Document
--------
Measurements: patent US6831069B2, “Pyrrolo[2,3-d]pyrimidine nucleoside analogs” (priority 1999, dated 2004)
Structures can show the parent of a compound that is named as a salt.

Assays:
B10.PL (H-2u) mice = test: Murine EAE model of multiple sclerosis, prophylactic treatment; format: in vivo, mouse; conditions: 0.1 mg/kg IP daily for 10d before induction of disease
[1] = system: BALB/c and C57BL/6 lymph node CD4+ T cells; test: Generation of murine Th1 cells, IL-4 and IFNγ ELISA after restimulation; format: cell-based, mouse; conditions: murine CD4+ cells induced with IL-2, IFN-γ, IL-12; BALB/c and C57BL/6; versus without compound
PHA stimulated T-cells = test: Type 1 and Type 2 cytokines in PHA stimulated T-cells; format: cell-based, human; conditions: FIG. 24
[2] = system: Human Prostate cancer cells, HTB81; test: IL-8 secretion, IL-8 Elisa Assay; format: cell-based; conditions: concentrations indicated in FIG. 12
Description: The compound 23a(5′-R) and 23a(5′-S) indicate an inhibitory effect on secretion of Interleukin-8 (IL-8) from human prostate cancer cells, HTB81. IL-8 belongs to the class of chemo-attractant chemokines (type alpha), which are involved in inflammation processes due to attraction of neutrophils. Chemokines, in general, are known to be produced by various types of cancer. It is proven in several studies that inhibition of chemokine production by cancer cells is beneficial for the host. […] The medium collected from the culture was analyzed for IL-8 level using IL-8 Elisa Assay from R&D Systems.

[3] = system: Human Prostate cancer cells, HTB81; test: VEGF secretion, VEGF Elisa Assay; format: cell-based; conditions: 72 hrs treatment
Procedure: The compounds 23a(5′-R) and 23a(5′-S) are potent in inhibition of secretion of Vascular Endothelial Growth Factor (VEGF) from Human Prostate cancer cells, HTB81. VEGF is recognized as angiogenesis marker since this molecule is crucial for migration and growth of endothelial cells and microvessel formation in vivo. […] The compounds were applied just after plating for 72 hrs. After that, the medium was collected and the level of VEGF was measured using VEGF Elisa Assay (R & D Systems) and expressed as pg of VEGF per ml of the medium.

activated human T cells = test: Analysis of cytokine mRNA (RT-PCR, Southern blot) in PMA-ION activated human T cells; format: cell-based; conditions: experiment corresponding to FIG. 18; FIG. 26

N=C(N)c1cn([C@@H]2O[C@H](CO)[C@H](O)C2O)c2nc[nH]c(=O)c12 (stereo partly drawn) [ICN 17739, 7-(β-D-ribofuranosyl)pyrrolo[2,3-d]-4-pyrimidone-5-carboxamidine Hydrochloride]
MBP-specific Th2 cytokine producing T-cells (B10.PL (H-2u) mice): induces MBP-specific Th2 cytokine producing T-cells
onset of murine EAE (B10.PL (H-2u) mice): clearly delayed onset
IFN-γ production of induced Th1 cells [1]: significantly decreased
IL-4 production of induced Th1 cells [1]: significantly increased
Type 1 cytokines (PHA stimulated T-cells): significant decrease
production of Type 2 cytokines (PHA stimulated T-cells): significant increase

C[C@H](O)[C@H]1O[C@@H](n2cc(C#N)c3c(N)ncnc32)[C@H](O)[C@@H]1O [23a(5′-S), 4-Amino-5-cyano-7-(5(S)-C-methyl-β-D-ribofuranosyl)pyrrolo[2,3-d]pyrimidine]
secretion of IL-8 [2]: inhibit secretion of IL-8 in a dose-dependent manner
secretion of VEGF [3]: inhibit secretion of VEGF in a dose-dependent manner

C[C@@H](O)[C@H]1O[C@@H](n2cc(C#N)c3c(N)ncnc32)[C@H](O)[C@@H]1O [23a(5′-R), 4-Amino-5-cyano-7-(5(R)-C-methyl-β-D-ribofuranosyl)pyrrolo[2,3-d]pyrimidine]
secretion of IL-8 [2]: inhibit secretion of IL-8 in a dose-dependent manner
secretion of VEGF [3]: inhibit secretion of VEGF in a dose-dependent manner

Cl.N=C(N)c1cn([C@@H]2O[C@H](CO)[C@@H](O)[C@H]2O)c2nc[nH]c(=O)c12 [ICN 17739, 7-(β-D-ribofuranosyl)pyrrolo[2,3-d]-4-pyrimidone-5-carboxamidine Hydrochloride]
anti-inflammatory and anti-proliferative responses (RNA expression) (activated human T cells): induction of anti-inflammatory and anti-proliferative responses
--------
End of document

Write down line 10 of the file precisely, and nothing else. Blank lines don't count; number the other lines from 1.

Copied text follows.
Procedure: The compounds 23a(5′-R) and 23a(5′-S) are potent in inhibition of secretion of Vascular Endothelial Growth Factor (VEGF) from Human Prostate cancer cells, HTB81. VEGF is recognized as angiogenesis marker since this molecule is crucial for migration and growth of endothelial cells and microvessel formation in vivo. […] The compounds were applied just after plating for 72 hrs. After that, the medium was collected and the level of VEGF was measured using VEGF Elisa Assay (R & D Systems) and expressed as pg of VEGF per ml of the medium.